According to media reports and representatives from non-Muslim religious minorities, some members of these communities, such as Sikhs and Hindus, were told they did not have equal rights because they were “Indians,” not Afghans, even when they were citizens of the country. Members of minority religious communities reported the state, including the courts, treated all citizens as if they were Muslims, and some basic citizenship rights of non-Muslims remained uncodified. They said the result was non-Muslims continued to risk being tried according to Hanafi jurisprudence.
Sikhs and Hindus continued to report their community members avoided taking civil cases to court because they believed they were unprotected by dispute resolution mechanisms such as the Special Land and Property Court. Instead, their members continued to settle disputes within their communities.
Leaders of both Hindu and Sikh communities continued to state they faced discrimination in the judicial system, including long delays in resolving cases, particularly regarding the continued appropriation of Sikh properties. Hindu and Sikh community leaders said they had pending court cases of land seized by municipal authorities and warlords from four years ago. Whenever community advocates reproached the court, government officials said their cases remained under review.
Although some Shia continued to hold senior positions in the government such as Second Vice President Sarwar Danesh, High Peace Council Chairman Karim Khalili, and then Second Chief Executive Deputy Mohammad Mohaqeq, Shia leaders continued to state the proportion of official positions held by Shia did not reflect their estimate of the country’s demographics. Sunni members of the Ulema Council continued to state, however, that Shia remained overrepresented in government based on Sunni estimates of the percentage of Shia in the population. Observers said these debates were often about the predominantly Hazara ethnicity of the majority of the country’s Shia rather than about religion.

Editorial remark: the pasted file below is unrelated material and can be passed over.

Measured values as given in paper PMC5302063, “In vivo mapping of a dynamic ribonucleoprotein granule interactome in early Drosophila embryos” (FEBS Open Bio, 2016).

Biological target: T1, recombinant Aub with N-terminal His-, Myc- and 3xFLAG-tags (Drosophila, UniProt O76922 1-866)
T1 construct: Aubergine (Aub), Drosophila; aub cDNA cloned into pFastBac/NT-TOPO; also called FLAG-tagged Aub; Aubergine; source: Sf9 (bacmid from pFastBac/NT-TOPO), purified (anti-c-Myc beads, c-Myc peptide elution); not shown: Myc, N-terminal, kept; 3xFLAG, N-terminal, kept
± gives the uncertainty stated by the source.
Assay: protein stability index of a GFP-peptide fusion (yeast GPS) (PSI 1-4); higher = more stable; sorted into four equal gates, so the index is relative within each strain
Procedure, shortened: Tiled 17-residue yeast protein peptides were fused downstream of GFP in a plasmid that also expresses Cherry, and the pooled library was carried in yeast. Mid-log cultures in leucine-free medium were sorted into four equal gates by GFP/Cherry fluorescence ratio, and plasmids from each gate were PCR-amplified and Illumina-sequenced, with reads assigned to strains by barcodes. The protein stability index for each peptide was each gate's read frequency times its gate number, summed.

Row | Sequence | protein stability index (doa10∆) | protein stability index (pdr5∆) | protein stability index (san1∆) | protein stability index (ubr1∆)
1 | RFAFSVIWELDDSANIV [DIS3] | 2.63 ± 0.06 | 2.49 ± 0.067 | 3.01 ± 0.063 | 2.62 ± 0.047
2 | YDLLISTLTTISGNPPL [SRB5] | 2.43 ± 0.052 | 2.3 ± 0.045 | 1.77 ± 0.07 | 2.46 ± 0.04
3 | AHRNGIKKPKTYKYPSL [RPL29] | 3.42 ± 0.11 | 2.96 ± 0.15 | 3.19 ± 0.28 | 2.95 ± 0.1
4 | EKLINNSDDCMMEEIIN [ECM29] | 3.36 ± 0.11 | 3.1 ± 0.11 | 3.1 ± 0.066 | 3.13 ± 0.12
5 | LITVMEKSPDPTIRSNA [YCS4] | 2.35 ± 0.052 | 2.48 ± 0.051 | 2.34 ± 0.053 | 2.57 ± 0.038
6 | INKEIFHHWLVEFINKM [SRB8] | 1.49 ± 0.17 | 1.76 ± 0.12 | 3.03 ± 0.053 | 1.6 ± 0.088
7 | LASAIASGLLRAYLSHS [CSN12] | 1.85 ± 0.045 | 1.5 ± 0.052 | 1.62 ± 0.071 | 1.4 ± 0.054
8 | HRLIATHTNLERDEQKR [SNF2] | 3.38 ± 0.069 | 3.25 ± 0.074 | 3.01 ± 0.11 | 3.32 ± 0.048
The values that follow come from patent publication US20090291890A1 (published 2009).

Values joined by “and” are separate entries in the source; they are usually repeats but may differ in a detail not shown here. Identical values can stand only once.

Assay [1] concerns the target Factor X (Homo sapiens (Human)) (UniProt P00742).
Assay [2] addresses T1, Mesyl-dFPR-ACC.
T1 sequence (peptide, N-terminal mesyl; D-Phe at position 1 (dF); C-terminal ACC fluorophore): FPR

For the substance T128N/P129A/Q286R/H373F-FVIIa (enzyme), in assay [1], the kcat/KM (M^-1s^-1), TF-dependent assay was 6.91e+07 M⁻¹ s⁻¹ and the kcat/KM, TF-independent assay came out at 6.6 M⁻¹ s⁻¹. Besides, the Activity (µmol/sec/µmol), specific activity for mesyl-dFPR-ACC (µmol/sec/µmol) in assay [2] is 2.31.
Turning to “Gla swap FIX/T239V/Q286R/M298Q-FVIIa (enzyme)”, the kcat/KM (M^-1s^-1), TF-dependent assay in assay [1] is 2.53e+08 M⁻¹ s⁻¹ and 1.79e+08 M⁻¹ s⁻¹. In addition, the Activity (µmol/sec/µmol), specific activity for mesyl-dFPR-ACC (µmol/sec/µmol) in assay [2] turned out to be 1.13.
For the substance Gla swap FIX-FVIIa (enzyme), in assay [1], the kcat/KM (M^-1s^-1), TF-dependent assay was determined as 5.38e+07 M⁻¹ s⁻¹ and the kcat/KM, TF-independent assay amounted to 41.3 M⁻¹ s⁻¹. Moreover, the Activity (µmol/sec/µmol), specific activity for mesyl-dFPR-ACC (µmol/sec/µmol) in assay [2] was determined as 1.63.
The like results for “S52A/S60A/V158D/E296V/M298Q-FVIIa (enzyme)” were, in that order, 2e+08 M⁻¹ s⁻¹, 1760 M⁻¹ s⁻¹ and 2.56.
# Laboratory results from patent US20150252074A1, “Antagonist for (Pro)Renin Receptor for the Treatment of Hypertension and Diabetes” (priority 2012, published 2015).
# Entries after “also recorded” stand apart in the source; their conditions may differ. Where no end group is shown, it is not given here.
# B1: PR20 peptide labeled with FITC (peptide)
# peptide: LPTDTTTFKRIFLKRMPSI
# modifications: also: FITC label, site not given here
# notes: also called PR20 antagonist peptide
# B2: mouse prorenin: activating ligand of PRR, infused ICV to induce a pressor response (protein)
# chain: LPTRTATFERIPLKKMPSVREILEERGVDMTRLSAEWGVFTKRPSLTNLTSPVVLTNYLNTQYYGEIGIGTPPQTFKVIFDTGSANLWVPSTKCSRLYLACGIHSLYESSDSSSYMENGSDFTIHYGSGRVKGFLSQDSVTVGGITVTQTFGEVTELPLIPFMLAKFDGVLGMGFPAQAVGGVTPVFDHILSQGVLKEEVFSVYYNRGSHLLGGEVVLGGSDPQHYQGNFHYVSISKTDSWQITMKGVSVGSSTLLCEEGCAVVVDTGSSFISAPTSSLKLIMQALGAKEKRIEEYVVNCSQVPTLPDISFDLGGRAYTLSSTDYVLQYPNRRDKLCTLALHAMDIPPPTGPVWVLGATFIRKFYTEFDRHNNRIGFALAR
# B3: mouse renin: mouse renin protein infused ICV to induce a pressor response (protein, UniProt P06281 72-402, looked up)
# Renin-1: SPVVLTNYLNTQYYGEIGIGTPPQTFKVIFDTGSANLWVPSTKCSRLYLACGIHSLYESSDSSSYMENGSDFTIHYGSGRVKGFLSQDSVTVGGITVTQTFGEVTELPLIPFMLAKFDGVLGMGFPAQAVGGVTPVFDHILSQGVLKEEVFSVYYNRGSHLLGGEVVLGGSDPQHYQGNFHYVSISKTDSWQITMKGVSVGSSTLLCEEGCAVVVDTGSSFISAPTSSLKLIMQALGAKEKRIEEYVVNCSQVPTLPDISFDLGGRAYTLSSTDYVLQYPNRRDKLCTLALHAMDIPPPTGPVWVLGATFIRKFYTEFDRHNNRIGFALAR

A small number of Sikhs and Hindus continued to serve in government positions, including one at the municipal level, one at the Chamber of Commerce and Industries, one as a presidentially appointed member of the upper house of parliament, and one as an elected member in the lower house. After the only Sikh candidate, Awtar Singh Khalsa, for lower house parliament elections was killed in a July 1 suicide attack in Jalalabad, Nangarhar Province, the IEC granted an extension on July 5 for the registration for a Sikh candidate to run in parliamentary elections in October.
Although four Ismaili Muslims remained members of parliament, Ismaili community leaders continued to report concerns about what they called the exclusion of Ismailis from other positions of political authority.
The government continued to support the efforts of judicial, constitutional, and human rights commissions composed of members of different Islamic religious groups (Sunni and Shia) to promote Muslim intrafaith reconciliation. The Ministry of Women’s Affairs and MOHRA continued working toward their stated goal of gaining nationwide acceptance of the practice of allowing women to attend mosques. The Ulema Council, the Islamic Brotherhood Council, and MOHRA also continued their work on intrafaith reconciliation. Ministry officials and NGOs promoting religious tolerance, however, said it was difficult to continue their programs due to funding and capacity constraints.
On June 4, the Ulema Council convened approximately 3,000 religious scholars at the Loya Jirga tent in Kabul to issue a propeace fatwa. Although the religious scholars said the effort was more of a symbolic attempt to challenge the religious legitimacy of “holy war” invoked by violent extremist groups, including the Taliban and ISKP, they said the fatwa included principles of religious tolerance. The scholars stated, “Divisions among Muslims based on language, tribe, or sect are against Islam” and that “those who cause such division should be punished.” This included all forms of intra-Muslim violence, including through suicide attacks.
The ONSC continued its work on addressing religiously motivated violent extremism, which included policies to foster religious tolerance. The ONSC continued to sponsor provincial-level conferences on religiously motivated violent extremism to collect data for use in its effort to develop a strategy to counter violent extremism. The ONSC also continued to coordinate the efforts of relevant government institutions and NGOs to formulate the strategy through an interministerial working group. Government officials said the strategy had reached the final stages of review during the year.